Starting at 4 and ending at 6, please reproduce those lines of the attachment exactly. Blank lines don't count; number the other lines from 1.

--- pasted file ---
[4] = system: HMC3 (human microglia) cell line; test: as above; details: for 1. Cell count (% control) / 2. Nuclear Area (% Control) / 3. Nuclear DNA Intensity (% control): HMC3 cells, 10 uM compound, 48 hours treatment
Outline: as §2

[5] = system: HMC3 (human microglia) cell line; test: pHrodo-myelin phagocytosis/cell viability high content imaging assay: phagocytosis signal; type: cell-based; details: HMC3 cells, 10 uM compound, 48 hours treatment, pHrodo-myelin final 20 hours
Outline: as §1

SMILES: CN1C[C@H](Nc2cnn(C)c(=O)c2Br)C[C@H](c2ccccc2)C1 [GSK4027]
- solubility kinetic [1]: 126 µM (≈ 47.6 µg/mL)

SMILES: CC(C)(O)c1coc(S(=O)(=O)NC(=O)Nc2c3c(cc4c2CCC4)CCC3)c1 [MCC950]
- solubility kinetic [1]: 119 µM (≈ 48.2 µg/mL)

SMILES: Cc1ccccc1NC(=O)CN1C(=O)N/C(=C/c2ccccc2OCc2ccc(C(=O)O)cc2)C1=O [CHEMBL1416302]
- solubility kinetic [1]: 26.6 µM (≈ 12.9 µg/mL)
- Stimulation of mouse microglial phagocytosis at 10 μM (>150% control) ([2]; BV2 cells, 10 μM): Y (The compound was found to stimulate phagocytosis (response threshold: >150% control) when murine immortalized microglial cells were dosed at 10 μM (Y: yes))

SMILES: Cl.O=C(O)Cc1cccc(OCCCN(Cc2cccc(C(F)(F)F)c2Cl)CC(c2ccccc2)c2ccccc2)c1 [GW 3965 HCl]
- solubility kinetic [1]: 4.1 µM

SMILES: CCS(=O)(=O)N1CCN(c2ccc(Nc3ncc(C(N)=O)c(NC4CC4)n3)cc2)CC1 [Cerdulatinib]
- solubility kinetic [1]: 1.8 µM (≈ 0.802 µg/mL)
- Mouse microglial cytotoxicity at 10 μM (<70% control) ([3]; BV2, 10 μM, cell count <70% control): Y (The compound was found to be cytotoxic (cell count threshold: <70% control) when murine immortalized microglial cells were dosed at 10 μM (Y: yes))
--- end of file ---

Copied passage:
Outline: as §1

SMILES: CN1C[C@H](Nc2cnn(C)c(=O)c2Br)C[C@H](c2ccccc2)C1 [GSK4027]
- solubility kinetic [1]: 126 µM (≈ 47.6 µg/mL)